Georgia was ranked number one with the fastest growing number of hybrid passenger vehicles in 2012-2013 in the U.S., according to Diesel Technology Forum’s study published earlier this year.
Atlanta is also number 1 for growth in electric vehicle (EV) purchases, according to a study conducted by Chargepoint in 2013.
There are incentives such as $3 reduced parking in G and M Deck for Georgia State student and faculty members who drive EV. These decks contain several charging stations for individuals to use.
EV cars have a battery or other storage device that stores the energy that powers the motor. They must be replenished by plugging in the vehicle to a power source, according to Virginia EV.
In addition to EV incentives, drivers also receive tax breaks and reduced power rates through Georgia Power, according to Chargepoint’s study.
Jennifer Asman, sustainability program coordinator at Georgia State, said hybrid incentives could be the next step in providing more incentives for other modes of transportation.
“GSU does a great job of incentivizing smarter transportation choices such as MARTA and GRTA discounts, hybrids could be a logical next step” Asman said.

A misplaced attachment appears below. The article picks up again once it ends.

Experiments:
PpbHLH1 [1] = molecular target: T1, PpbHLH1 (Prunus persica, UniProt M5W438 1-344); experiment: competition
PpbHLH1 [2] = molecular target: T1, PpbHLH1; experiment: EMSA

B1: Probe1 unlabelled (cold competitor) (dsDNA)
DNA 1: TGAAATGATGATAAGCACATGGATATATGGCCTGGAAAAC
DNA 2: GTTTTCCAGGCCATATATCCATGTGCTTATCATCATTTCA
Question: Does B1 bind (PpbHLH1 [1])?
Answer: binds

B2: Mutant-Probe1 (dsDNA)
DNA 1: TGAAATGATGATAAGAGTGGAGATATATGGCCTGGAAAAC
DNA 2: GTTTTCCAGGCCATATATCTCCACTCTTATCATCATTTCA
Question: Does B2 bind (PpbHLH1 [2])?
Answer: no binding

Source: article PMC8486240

Butch Miller, general manager and vice president of Milton Martin Honda in Gainesville, said he believes the interest in hybrid cars is genuine despite limited tax incentives.
“Largely, (people’s) choice of vehicles and choice of fuel are associated with tax incentives, and in Georgia, the incentives are very limited, so that shows there’s a genuine interest, which is good,” he said in an article in the Gainesville Times.
Asman said she has been receiving inquiries about Georgia State’s electric car chargers from faculty and staff who are considering buying an EV .
“I know I have been receiving a number of emails from faculty and staff lately inquiring about our chargers because they are considering purchasing an EV,” Asman said, That information exemplifies the importance of the EV chargers and incentives at GSU.”